By E. Adam Porter
When vacationers, even many Florida natives, think about hitting the beach on the Atlantic coast, they head to Daytona, Cocoa, Lauderdale or Amelia Island. Florida’s Treasure Coast is treated as drive-by country, and those who make that mistake miss out on some of the Sunshine State’s hidden gems.
Vero Beach is defined by water. Bisected by the Indian River Lagoon System, bridges connect the downtown with the iconic ribbon of surfside asphalt known as A1A, this is a prime destination for beachcombing, boating, fishing, surfing and basking in the sunshine. On this early morning the beach was practically deserted, so we enjoyed a hazy sunrise all by ourselves.
The community is a true microcosm of the “Real Florida.” Ranchers, snowbirds, beach bunnies and savvy travelers from all walks of life converge here in a happy hegemony that remains inclusive and inviting. Visitors can easily transition from boutique shopping and museum hopping to fishing, boating, and surfing to investing serious energy doing absolutely nothing.
WHAT TO SEE IN TOWN
Stroll through this cultivated jungle’s incredibly diverse botanical collection and it is clear why McKee was awarded for Outstanding Achievement in Landscape Architecture. When you go, don’t pass up the phenomenal photo op on the classic Stone Bridge. (Image credit McKee Botanical)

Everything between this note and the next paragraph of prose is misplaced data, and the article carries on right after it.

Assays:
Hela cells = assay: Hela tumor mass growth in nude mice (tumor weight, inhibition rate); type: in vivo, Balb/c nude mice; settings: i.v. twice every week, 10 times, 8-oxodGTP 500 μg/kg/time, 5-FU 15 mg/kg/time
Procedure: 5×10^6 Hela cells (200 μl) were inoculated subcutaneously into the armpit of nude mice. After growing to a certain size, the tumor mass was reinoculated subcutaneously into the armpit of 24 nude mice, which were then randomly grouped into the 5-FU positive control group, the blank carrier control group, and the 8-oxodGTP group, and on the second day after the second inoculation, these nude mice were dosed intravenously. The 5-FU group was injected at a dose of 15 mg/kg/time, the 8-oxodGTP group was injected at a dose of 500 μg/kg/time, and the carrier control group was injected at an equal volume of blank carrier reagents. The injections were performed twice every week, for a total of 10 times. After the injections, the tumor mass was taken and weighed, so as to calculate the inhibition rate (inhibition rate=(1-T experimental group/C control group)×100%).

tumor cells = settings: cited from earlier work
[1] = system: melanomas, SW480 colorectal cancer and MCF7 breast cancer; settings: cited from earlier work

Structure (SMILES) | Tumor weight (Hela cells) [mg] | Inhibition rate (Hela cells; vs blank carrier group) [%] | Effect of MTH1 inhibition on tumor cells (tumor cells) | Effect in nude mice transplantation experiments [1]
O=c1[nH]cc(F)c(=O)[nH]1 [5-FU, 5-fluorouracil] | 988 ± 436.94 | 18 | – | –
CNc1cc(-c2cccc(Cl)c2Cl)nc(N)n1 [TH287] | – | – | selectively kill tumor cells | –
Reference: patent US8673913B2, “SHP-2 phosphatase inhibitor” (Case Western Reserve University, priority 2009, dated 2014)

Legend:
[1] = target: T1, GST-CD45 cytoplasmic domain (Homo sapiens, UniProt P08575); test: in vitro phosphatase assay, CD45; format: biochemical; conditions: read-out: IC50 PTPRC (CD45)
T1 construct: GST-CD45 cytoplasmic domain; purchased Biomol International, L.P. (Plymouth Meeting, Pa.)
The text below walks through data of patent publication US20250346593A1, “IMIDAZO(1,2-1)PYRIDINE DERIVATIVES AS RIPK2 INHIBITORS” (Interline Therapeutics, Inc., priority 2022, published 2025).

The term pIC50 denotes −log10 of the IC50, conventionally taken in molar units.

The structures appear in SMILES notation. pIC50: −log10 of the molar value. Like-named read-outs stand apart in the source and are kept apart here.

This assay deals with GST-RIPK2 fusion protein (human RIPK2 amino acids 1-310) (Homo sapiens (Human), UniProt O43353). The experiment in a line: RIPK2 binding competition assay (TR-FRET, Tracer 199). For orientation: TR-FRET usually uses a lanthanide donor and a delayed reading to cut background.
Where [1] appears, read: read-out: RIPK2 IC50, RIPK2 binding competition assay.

The largest cultural arts facility of its kind on Florida’s Treasure Coast, offering a vivid selection of regional, national and international art exhibitions. My wife appreciated the wide selection of American Impressionist art and my son and I were mesmerized by the kinetic sculpture, perpetually moving thanks to the breeze off the water. Grab a bite in the café or bring a picnic lunch to enjoy at the adjacent Riverside Park. We did the latter, and the combination of natural and artistic beauty was unbeatable.
Heaven for bibliophiles of all ages. Adults can browse through a selection that rivals big box stores but maintains the charm of a small bookshop. Down the red brick trail is the Children’s Book Center. Two stories of books and games for kids and teens – the model train sets were of particular interest to my little guys. There are hundreds, perhaps thousands, of good used books that would make perfect beach reading. (Image credit Vero Beach Book Center)
A truly unique and surprisingly affordable tailgating opportunity. Games are fast-paced and entertaining, and visitors can back their vehicles into designated spots only a few yards from the playing field. No grills. BYOB. Games are played from January through April.
SHOPPING & DINING
The best shops and dining are along a 3 or 4 block stretch of Ocean Drive just south of where SR 60 turns into Beachland Blvd. This is a pedestrian-heavy zone between the beach and resorts, so be cautious. And watch for one-way connecting streets. Most of the other folks are not from here either, and we witnessed two near misses just parking to pick up some dinner. Dining highlights along the strip include: